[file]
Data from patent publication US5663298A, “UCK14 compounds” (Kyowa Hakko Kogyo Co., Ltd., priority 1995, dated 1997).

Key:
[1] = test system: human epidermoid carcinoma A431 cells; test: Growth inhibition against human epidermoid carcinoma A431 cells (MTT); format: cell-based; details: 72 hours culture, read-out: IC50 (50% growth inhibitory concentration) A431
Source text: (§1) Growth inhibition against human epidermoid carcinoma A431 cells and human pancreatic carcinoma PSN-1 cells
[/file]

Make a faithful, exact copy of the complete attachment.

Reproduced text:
Data from patent publication US5663298A, “UCK14 compounds” (Kyowa Hakko Kogyo Co., Ltd., priority 1995, dated 1997).

Key:
[1] = test system: human epidermoid carcinoma A431 cells; test: Growth inhibition against human epidermoid carcinoma A431 cells (MTT); format: cell-based; details: 72 hours culture, read-out: IC50 (50% growth inhibitory concentration) A431
Source text: (§1) Growth inhibition against human epidermoid carcinoma A431 cells and human pancreatic carcinoma PSN-1 cells